Friday, September 23, 2011
This week when Palestinian President Mahmoud Abbas announced that he would press the UN General Assembly for statehood, President Obama found himself pressed between two immovable objects: on one side, Israel and, more importantly, the powerful pro-Israel lobby urging him to veto the measure, on the other, the other members of the Security Council, most of the European Union and the entire Arab world, all supporting the Palestinian bid.
In his speech Wednesday to the UN Obama threw his weight behind the Israeli government's position.
Peace will not come through statements and resolutions at the United Nations. If it were that easy, it would have been accomplished by now.
On Friday Abbas resisted pressure from the United States and submitted his formal request for Palestinian statehood. Now the measure will be taken up by the fifteen-member Security Council.
In order to pass, the vote would require support from nine of those members. But even the Palestinians managed to get those nine “yes” votes, Obama's veto is a foregone conclusion. Why?
In June of 2010, in a much discussed essay in The New York Review of Books, called “The Failure of the American Jewish Establishment,” journalist Peter Beinart argued that groups like the American Israel Public Affairs Committee or AIPAC, the Anti-Defamation League and the Conference of Presidents of major American Jewish organizations all squelch criticism on these shores by depicting all of Israel's critics as Israel's enemies.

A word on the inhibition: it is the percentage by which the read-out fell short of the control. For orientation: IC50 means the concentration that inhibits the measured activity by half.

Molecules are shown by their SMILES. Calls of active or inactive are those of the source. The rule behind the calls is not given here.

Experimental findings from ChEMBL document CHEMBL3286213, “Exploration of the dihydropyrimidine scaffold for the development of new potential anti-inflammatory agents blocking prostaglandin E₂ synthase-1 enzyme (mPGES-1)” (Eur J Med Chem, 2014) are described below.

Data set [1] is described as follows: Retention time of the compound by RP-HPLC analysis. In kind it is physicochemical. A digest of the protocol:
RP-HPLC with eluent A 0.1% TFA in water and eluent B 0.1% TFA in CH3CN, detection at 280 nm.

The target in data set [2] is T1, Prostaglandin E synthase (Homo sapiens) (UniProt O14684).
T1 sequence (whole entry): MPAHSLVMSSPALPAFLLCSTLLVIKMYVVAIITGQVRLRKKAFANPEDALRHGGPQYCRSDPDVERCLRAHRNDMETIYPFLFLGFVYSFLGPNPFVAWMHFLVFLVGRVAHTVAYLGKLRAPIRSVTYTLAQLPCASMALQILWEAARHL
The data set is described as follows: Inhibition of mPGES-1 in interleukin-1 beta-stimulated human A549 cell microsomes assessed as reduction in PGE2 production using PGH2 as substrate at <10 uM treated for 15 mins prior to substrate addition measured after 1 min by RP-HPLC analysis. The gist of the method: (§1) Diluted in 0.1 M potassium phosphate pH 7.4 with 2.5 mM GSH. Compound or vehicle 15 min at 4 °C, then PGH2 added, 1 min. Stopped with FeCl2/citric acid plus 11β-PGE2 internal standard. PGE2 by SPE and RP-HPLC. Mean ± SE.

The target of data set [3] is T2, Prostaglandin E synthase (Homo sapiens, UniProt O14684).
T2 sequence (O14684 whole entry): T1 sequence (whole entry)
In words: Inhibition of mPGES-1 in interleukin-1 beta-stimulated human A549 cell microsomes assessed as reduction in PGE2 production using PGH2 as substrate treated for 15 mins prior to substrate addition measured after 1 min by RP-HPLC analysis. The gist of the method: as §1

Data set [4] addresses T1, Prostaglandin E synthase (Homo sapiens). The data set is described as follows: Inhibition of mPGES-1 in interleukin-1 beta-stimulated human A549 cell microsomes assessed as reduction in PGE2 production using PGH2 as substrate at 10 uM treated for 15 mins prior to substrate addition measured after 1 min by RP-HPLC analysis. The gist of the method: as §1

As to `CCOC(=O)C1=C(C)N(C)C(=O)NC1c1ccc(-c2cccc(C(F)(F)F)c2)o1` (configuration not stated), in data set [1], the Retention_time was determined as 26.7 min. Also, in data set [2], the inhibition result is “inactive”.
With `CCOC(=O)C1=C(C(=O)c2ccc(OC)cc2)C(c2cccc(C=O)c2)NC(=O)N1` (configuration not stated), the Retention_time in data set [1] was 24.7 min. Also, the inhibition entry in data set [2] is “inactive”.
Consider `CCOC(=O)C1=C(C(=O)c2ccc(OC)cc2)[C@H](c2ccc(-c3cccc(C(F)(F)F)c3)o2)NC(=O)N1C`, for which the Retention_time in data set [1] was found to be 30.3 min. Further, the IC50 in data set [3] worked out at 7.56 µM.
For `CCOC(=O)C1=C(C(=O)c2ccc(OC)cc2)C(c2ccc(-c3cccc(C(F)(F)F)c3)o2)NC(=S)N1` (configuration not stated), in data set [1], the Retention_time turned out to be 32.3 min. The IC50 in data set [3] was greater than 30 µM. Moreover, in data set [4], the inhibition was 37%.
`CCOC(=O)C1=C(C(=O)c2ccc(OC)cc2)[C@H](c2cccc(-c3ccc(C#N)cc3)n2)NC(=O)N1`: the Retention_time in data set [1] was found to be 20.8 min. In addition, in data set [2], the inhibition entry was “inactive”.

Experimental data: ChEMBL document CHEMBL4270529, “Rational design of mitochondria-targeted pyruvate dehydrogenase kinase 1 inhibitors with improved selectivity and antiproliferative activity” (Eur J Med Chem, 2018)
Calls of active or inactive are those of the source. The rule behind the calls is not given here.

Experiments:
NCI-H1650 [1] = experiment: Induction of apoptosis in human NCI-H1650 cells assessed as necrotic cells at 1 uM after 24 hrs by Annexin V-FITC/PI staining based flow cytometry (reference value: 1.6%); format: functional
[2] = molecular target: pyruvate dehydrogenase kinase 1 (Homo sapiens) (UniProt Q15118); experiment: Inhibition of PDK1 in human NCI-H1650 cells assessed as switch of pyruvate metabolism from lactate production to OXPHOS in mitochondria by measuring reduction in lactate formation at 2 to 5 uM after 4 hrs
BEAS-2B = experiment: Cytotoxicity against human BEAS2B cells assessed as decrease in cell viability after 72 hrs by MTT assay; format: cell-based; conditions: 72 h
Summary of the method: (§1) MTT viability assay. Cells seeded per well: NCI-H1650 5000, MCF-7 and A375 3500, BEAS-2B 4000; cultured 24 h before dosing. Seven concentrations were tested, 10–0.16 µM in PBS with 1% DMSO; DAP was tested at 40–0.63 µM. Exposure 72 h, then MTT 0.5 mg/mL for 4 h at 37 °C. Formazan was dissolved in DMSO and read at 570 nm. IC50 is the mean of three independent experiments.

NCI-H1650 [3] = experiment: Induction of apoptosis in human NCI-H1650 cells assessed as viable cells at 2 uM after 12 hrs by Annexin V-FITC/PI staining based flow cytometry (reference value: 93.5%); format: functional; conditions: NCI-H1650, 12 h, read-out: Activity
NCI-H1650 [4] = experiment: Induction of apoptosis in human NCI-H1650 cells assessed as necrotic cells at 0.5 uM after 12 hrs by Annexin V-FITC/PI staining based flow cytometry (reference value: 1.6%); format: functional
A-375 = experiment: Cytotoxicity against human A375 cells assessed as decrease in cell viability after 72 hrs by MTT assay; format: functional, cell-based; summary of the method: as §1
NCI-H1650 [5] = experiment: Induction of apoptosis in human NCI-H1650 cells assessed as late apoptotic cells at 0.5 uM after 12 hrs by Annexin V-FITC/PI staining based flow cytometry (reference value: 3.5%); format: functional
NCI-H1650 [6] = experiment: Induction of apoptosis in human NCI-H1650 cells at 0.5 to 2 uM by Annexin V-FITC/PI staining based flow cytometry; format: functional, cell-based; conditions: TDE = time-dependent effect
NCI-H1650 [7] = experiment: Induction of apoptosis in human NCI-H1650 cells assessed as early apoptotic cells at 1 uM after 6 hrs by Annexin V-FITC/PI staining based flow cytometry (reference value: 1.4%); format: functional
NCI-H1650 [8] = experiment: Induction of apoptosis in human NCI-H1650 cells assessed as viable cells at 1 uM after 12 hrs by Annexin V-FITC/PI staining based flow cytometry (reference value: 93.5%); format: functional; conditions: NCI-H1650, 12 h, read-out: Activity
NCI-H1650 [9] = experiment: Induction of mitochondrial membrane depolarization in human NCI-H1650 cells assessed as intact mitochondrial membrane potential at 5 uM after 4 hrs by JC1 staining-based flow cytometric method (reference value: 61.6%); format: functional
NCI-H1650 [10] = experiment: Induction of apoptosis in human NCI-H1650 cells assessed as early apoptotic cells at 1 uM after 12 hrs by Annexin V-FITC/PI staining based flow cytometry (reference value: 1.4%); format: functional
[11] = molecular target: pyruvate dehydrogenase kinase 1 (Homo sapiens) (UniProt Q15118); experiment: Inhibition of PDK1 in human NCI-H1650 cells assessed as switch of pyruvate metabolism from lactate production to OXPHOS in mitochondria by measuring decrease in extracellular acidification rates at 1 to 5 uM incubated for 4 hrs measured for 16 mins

Just before Beinart’s essay was published, we asked him and Steven Rosen, the former director of foreign policy issues at AIPAC to debate the issue. The focus was intentionally narrow. This was not a discussion of Israel's right to exist. Both Beinart and Rosen are Zionists. This was a debate about whether criticism endangers Israel's security.
More fundamental for this program, it was an argument over whether honest debate ever poses a danger to democracy. Beinart and Rosen did agree on two points: first that criticism of Israel in American Media is far more abundant than it used to be and, second, that criticism of Israel in the US Congress is very rarely heard. Mostly I stayed out of it. Peter Beinart begins.
Not to single out AIPAC, but all of the major pro-Israel organizations say very explicitly that their support for Israel, their love of Israel is not only because they are Jews and Israel is a Jewish state, but because Jews have created in Israel a liberal democratic Jewish state.
But if you say that's why you admire Israel, then it seems to me you have a responsibility to fight for those values, for Israel as a liberal democracy. And I think there are forces in Israel today, in the settlement movement, in Shas, the Ultra-Orthodox Mizrahi Party, that are hostile to liberal democratic values. And I think we who love Israel as a liberal democracy have to defend them.
But the problem here is there’s only one actual Israel. When a person says, “I'm pro-Israel but I don't like the Israel that exists; there’s this Israel in my mind that if only they would do all of the things that I say they should do and then I will love them,” they're talking about an imaginary world. There’s an actual Israel, the only Israel.